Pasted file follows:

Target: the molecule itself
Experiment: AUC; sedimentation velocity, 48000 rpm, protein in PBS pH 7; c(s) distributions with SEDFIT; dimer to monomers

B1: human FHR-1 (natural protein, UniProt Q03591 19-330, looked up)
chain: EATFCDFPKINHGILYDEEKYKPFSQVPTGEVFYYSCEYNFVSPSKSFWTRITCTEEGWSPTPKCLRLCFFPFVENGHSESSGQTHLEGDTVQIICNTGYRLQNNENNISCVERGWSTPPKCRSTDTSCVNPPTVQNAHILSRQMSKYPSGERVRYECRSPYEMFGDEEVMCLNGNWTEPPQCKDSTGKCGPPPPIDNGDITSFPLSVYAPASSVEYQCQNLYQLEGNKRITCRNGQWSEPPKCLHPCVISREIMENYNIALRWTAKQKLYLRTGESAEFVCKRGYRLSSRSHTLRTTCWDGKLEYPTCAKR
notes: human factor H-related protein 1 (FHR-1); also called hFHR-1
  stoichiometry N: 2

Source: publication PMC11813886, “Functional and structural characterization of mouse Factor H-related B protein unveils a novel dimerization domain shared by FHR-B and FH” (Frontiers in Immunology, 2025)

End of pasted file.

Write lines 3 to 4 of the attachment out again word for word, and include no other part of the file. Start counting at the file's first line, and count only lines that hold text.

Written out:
B1: human FHR-1 (natural protein, UniProt Q03591 19-330, looked up)
chain: EATFCDFPKINHGILYDEEKYKPFSQVPTGEVFYYSCEYNFVSPSKSFWTRITCTEEGWSPTPKCLRLCFFPFVENGHSESSGQTHLEGDTVQIICNTGYRLQNNENNISCVERGWSTPPKCRSTDTSCVNPPTVQNAHILSRQMSKYPSGERVRYECRSPYEMFGDEEVMCLNGNWTEPPQCKDSTGKCGPPPPIDNGDITSFPLSVYAPASSVEYQCQNLYQLEGNKRITCRNGQWSEPPKCLHPCVISREIMENYNIALRWTAKQKLYLRTGESAEFVCKRGYRLSSRSHTLRTTCWDGKLEYPTCAKR